How do unicellular ‘EUKARYOTES’ move?
In this article, we shall discuss how do unicellular eukaryotes move?
Most animals have different ways to move through their ecosystem to get food, for reproduction, or escape in order to save a life from their enemies. Sessile animals have to move their surrounding water or air in order to catch food, by utilizing their tentacles or by beating cilia to produce water current to capture small food particles. On the other hand, locomotion requires energy, and most animals consumed a considerable amount of energy to overcome the force of friction and gravity that tend to keep them stationary.
At the cellular level, the movement of all animal-based on two systems of cell motility, i.e. microtubules and microfilaments. Microtubules are responsible for the beating of cilia and undulation of flagella, while microfilaments help in the contraction of muscle cells.
Skeleton supports and protects the animal body and very important for movement. Usually, there are three types of skeleton, (a) exoskeleton (b) endoskeleton (c) hydrostatic skeleton. Mostly cnidarians, flatworms, nematodes, and annelids contain a hydrostatic skeleton that is consists of fluid held under pressure in a closed body compartment. These animals have the ability to control their body shape and move by using muscles to change the shape of fluid-filled compartments. Hydrostatic skeletons are ideal in the aquatic ecosystem and they are responsible for the protection of internal organs of the animal from shocks and provide support for crawling and burrowing but they cannot support any terrestrial locomotion in which an animal’s body held off the ground.
The exoskeleton is a hard encasement deposited on the body of the animal. Most mollusks are enclosed in calcium carbonate shells secreted by a sheet-like extension of the body wall, the mantle. By the addition of calcium carbonate in their outer layer animals become able to increase the diameter of their shell. Arthropods have a joint exoskeleton, the cuticle. As the animal grows in size the exoskeleton of the arthropod must be periodically molted replaced by the larger one.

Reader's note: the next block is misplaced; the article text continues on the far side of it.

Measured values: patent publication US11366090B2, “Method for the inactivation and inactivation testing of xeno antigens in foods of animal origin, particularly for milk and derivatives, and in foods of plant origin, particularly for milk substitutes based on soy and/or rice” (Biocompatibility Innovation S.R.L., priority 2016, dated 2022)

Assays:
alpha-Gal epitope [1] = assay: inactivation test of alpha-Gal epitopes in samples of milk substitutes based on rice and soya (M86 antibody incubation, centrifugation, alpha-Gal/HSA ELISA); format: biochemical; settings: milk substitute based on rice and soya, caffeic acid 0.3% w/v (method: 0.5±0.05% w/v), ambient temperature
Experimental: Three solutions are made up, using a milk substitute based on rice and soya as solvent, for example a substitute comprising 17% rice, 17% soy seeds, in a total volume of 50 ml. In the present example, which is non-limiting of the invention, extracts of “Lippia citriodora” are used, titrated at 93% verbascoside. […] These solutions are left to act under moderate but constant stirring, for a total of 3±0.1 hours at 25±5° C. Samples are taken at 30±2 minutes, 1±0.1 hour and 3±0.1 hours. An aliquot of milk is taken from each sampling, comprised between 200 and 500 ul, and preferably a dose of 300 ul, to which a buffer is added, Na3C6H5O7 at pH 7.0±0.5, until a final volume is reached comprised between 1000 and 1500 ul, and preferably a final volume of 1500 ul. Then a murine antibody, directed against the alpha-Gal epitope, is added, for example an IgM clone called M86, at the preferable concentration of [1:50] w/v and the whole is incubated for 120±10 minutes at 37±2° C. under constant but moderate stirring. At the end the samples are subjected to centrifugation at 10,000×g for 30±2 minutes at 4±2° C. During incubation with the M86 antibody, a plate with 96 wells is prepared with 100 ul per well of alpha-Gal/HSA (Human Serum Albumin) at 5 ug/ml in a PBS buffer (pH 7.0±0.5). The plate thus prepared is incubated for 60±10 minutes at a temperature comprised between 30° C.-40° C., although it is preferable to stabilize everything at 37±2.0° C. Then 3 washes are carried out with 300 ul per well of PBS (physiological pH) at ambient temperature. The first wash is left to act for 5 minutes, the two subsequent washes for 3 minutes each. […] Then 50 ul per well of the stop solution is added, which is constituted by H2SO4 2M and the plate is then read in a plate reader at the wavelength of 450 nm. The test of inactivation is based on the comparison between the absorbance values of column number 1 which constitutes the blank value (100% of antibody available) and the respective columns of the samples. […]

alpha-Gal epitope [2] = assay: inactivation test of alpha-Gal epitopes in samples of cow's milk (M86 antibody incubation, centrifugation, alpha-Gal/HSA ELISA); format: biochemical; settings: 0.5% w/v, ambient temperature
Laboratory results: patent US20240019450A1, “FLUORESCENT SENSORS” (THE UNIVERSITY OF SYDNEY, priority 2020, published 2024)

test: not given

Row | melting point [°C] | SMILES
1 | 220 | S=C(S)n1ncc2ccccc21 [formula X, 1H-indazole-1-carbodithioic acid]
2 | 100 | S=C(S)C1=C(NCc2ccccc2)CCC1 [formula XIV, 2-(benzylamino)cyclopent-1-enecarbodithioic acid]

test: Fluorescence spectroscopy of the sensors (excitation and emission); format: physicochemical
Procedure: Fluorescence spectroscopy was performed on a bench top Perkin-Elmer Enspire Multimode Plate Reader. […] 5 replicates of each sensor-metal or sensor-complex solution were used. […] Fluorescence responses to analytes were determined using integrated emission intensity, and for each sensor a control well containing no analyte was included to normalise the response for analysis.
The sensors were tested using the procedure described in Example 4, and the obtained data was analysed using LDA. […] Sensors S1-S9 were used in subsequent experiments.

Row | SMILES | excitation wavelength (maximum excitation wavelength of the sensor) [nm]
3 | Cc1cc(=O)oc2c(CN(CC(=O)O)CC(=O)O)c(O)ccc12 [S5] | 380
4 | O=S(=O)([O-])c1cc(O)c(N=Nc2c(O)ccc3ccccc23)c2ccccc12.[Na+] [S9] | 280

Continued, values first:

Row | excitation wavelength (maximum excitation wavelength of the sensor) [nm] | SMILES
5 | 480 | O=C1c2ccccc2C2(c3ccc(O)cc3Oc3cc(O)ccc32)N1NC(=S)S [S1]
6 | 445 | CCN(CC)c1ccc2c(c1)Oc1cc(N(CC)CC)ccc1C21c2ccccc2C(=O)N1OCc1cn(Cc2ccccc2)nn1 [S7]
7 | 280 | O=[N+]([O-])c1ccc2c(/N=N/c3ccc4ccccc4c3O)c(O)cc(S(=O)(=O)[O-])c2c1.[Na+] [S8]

On the other hand, sponges are reinforced by either hard spicules or consisting of an inorganic material or soft fibers made of protein.
Now we discuss locomotion in eukaryotes. Here are four examples including locomotion in Chlamydomonas, Amoeba, Paramecium, and Euglena.
- Locomotion in Chlamydomonas
Flagellum), extends from one end, and their wipe-like lashings pull the Chlamydomonas through the water and rotate it at the same time. Chlamydomonas reinhardtii provides an experimental system for the study of ciliary and flagellar kinetics. The Chlamydomonas flagellum and human cilium share a common 9+2 axonemal structure, in which dynein motors act as co-ordination to create asymmetric, propulsive waveforms. This alga can be manipulated genetically to produce mutations analogous to those seen in human disease. In chlamydomonas, flagella were aided by the uni 1 mutant strain. This mutant strain assembles only one flagellum and its cells that use the breast-stroke or forward movement mode rotate about in place. In early work, Brokaw and Luck photographed uni 1 flagella using darkfield optics with flash illumination at 300 Hz. This method provided 4 to 8 images per beat, which were analyzed in detail to characterize the flagellar waveform.